Popular posts from this blog

Book Review: The Heart Mender by @andyandrews (Andy Andrews)

The Heart Mender: A Story of Second ChancesEver read a book that you just kind of wish is true?  That's my take on The Heart Mender by Andy Andrews.  It's a charming story of love and forgiveness, and it's woven into the historical setting of World War II America.  For the narrative alone, the book is worth the read, but the message it contains is well worth absorbing as well.However, let's drop back a minute.  This book was originally published under the title Island of Saints.  I read Island of Saints and enjoyed it greatly.  Now, Andrews has released it under a new title, with a few minor changes.  All of this is explained in the Author's Note at the beginning, but should be noted for purchaser's sake.  If you read Island of Saints, you're rereading when you read The Heart Mender.  Now, go ahead and reread it.  It will not hurt you one bit.Overall, the story is well-paced.  There are points where I'd like more detail, both in the history and the geog…

Curiosity and the Faithlife Study Bible

Good morning! Today I want to take a look at the NIV Faithlife Study Bible. Rather than spend the whole post on this particular Study Bible, I’m going to hit a couple of highlights and then draw you through a few questions that I think this format helps with.

First, the basics of the NIV Faithlife Study Bible (NIVFSB, please): the translation is the 2011 New International Version from Biblica. I’m not the biggest fan of that translation, but that’s for another day. It is a translation rather than a paraphrase, which is important for studying the Bible. Next, the NIVFSB is printed in color. Why does that matter? This version developed with Logos Bible Software’s technology and much of the “study” matter is transitioning from screen to typeface. The graphics, maps, timelines, and more work best with color. Finally, you’ve got the typical “below-the-line” running notes on the text. Most of these are explanations of context or highlights of parallels, drawing out the facts that we miss by …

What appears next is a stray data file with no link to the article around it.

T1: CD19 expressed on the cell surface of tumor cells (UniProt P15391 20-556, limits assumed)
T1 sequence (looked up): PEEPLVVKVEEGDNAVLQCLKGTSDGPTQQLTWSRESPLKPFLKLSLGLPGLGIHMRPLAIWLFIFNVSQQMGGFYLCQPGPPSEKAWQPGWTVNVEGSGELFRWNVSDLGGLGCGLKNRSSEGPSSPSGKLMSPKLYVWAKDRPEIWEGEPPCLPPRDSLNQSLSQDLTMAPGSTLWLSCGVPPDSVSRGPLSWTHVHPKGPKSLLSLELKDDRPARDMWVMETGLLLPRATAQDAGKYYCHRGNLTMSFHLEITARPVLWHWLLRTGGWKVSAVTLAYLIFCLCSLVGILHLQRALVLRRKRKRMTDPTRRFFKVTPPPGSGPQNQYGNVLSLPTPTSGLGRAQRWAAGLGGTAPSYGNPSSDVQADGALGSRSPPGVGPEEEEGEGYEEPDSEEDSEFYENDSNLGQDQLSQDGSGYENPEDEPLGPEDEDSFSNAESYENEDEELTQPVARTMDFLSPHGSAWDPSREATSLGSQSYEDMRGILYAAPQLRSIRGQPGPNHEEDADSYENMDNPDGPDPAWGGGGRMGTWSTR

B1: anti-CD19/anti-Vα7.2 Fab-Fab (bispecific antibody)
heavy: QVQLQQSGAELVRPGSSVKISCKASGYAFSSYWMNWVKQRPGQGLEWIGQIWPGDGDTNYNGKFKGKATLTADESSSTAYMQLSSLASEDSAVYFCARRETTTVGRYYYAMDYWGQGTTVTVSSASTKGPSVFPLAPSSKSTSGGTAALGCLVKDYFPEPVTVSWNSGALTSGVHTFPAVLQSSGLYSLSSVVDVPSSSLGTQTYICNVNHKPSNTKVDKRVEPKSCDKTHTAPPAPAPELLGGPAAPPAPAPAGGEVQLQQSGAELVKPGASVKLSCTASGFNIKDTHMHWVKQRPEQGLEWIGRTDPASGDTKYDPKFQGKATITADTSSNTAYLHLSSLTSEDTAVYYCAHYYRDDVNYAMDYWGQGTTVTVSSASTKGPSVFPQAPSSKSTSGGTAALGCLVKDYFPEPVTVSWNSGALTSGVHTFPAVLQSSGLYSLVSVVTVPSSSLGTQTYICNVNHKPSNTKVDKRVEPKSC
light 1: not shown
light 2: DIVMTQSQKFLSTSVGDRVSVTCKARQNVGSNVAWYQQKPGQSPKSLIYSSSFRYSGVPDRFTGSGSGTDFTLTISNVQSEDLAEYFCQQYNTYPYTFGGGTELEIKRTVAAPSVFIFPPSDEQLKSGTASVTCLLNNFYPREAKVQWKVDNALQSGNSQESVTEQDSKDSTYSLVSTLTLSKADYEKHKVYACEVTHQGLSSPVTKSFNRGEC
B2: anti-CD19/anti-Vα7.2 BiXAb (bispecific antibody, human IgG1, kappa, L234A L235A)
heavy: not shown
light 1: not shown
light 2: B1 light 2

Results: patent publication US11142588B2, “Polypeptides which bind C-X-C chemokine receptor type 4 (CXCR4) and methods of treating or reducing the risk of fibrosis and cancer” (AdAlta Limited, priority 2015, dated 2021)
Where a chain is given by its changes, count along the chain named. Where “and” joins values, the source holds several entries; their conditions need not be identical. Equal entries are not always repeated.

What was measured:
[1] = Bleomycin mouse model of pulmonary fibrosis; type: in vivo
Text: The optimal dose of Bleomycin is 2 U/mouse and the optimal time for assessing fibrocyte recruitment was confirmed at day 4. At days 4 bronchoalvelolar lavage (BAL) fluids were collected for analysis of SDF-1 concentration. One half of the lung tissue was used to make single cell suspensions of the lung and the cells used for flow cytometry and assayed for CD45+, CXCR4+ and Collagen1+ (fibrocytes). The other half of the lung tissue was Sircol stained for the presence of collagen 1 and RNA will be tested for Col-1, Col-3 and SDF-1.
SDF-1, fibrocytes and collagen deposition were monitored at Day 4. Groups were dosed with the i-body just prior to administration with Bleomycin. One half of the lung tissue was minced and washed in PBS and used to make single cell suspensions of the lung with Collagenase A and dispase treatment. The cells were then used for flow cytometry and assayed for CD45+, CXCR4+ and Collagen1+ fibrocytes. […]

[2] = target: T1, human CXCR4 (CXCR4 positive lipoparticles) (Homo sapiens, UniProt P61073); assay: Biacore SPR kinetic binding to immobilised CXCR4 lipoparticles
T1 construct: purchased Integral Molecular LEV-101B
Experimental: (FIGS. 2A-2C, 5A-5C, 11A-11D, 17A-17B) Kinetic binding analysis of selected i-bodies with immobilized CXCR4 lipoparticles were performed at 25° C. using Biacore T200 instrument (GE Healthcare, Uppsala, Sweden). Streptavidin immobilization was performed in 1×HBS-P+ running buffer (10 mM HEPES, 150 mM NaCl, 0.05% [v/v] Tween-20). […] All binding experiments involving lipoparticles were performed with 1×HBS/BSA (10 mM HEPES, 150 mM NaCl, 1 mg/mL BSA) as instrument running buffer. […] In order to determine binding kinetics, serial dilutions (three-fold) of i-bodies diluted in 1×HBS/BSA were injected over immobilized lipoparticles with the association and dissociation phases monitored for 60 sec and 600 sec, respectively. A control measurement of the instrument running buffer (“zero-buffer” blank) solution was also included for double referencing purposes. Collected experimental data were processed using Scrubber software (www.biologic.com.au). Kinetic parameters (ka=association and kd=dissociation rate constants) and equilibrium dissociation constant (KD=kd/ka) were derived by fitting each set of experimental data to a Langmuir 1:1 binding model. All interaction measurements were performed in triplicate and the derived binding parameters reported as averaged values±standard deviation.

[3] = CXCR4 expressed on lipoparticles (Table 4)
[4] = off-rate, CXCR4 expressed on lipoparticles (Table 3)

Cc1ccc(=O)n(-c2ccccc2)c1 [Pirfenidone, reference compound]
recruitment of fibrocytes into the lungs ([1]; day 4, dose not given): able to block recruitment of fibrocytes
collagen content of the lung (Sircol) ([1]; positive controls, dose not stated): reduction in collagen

Foolishness: 1 Corinthians 1

In Summary: 1 Corinthians opens with the standard greeting of a letter from the Apostle Paul. He tells who he is with (Sosthenes) and who he is writing to. In this case, that is the “church of God that is in Corinth.” He further specifies that this church is made up of those who are sanctified in Christ Jesus and called to be saints. 
He then expresses the blessing/greeting of “grace and peace” from God. From there, Paul reflects on his initial involvement with the Corinthian people and the beginning of the church. After that, though, there are problems to deal with and Paul is not hesitant to address them. He begins by addressing the division within the church. Apparently, the church had split into factions, some of which were drawn to various personalities who had led the church in times past. There is no firm evidence, or even a suggestion, that Paul, Cephas, Apollos, or anyone else had asked for a faction in their name. Further, the “I follow Christ” faction may not have been any le…